Malawi Prison Service (MPS) has blown K100 million they did not have to procure machinery for purposes that are not the core business of the prison service.
MPS, which is now negotiating with Treasury for funding of a tipper and an excavator it acquired outside its budget, has attracted the wrath of the Public Accounts Committee (PAC), which wants the National Audit Office (NAO) to conduct a special audit on prison service, and the controlling officer to explain the procurement.
The Prison Service secured the machinery, it said will be used in sewer project at Mzimba Prison, without informing the Finance Ministry, a move Treasury also says is a violation of the Public Finance Management Act.
PAC chairperson Alekeni Menyani said MPS’ decision on the plants was unprecedented since government started implementing the programme-based budget.
“We will ask the Auditor General to conduct a special audit because there could be more of these [illegal transactions]. The Prison Service should have established a department for this [construction] and ask Parliament for funding of the department and the acquisition of the machinery. As it is, it is illegal and the controlling officer need to explain,” said Menyani.
Ministry of Finance spokesperson Alfred Kutengule told Nation on Sunday that the ministry was not aware of the MPS procurement of the tipper and excavator, which was not included in the MPS budget.
“Treasury does not fund an activity, it funds a vote and the controlling officer of the vote decides how the funds should be used in line with the budget.
“Regarding the matter you are asking about, Malawi Prison Service is better placed to comment on it. If they are discussing with Treasury, it means payment will not be made,” said Kutengule.
Section 87 of the Public Finance Management Act says a controlling officers who “commits or expends funds where there is no appropriation permitting such expenditure”, maybe suspended by the appointing authority without pay.
MPS public relations officer Smart Maliro confirmed in a written response that the plants’ cost was K101 190 000, but said the money has not yet been paid. He said the department was discussing with Treasury towards the purchase of the two plants.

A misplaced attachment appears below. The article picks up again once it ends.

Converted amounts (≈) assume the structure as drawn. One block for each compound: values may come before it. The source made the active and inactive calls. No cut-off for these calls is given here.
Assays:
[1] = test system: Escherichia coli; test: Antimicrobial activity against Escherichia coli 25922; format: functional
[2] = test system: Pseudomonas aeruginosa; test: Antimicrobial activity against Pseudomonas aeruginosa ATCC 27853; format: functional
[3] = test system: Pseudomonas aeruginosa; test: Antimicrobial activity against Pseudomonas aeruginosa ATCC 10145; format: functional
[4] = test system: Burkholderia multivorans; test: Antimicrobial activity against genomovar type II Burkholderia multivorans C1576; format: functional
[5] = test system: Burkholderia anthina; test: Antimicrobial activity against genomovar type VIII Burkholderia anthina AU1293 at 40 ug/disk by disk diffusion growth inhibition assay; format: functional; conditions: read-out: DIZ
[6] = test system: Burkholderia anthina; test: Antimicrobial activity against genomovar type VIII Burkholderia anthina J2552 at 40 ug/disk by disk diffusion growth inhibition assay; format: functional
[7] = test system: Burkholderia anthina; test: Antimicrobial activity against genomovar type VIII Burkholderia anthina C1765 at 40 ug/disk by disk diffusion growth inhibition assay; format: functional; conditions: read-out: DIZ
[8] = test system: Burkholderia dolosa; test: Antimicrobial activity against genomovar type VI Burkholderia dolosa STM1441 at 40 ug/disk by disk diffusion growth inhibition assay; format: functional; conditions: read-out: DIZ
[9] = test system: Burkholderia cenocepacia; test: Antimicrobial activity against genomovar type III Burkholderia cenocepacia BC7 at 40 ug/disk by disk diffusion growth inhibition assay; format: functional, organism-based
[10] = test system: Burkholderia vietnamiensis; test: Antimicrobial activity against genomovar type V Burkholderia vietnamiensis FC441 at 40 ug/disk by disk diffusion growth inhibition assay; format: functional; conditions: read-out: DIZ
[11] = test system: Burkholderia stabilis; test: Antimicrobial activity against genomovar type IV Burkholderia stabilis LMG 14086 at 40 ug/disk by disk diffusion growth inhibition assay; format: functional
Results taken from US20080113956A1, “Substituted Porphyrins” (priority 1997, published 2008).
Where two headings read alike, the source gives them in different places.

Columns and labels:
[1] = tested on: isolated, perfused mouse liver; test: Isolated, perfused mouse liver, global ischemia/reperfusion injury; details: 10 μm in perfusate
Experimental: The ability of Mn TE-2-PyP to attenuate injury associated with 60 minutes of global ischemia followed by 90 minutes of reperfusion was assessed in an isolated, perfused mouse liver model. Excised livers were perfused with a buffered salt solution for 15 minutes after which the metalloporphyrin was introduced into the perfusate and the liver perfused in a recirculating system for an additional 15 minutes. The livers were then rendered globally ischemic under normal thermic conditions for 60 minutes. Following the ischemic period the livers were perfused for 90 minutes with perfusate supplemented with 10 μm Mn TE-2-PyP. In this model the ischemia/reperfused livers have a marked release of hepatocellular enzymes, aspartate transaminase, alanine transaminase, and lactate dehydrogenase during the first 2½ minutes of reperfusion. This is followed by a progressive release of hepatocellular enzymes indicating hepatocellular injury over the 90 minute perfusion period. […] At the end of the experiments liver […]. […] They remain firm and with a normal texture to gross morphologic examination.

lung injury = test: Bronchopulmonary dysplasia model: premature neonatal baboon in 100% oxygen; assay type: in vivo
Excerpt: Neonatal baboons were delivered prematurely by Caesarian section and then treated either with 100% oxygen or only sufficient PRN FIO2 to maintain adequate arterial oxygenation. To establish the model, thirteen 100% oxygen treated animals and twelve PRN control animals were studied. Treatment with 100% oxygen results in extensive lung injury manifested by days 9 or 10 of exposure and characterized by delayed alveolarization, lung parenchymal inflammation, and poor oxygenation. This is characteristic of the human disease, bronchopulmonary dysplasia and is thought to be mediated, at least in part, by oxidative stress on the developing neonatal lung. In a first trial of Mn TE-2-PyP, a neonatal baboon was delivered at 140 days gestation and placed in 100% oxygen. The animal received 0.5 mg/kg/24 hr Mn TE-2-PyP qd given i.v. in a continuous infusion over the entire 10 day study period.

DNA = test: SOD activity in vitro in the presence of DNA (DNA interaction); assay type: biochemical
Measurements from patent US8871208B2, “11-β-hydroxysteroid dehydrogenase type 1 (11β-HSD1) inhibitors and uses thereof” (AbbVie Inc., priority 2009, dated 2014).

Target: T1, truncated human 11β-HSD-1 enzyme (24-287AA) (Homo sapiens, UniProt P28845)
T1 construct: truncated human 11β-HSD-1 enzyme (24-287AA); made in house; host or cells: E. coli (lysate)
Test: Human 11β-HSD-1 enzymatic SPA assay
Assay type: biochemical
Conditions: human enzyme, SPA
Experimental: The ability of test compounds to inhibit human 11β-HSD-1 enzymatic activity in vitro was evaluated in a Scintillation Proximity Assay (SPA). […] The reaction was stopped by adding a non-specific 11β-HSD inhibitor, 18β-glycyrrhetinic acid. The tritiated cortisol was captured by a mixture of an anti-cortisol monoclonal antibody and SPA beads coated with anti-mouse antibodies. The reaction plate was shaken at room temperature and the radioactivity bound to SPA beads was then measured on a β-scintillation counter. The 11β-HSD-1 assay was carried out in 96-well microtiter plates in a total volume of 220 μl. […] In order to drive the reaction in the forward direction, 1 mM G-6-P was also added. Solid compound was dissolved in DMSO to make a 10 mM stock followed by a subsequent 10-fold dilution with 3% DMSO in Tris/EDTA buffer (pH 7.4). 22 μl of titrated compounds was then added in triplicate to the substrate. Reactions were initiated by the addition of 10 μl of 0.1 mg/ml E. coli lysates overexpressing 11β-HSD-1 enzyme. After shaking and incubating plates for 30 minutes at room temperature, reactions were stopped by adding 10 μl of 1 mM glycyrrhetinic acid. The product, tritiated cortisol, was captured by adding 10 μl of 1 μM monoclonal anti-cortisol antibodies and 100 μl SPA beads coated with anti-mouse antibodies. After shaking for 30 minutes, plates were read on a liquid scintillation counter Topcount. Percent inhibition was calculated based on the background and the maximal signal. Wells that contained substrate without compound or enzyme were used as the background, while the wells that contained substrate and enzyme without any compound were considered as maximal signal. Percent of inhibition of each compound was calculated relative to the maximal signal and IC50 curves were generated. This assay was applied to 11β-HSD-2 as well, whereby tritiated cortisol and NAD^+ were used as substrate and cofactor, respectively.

Maliro said the purchase of the machinery was important for the construction of sewer ponds at Mzimba Prison, where the sewer system was in poor condition thereby posing a serious health risk not only to inmates and prison officers, but also to surrounding communities.
He added: “They could also be used for similar purposes in other prisons from now and over many years to come. Apart from construction of the sewer ponds, the two plants would also be useful in various constructionrelated projects and activities in the Malawi Prison Service,” Maliro said.
Maliro justified the acquisition by arguing that hiring the plants would be costly as demand for use would be increasing.
“The two [plants] would also benefit the department as they could be used for revenue generation to contribute towards the programme budget as required,” he said.
However, one prison authority familiar with Mzimba sewer construction said: “The procurement plan had no component of buying plant machinery. It was abnormal for prison to procure such kind of machinery because prison was not in construction business.”
The Office of the Department of Public Procurement (ODPP) to get a ‘No objection’ for the said their records show that MPS bought a tipper and a brick, block and paver making machine in 2016.
Director of Public Procurement Paul Taulo said the information presented to his office by the MPS indicated that the equipment was going to be procured under the development funding of projects.
“We believe that each PE [procurement entity] procures goods, services and works which are in tandem with its core business, a thing which is confirmed by their respective authorities approving the budgets,” said Taulo.
He said his office granted the ‘No objection’ to Malawi Prison on the basis that the procurement process followed by a PE was transparent, fair and accountable to all parties involved in the procurement.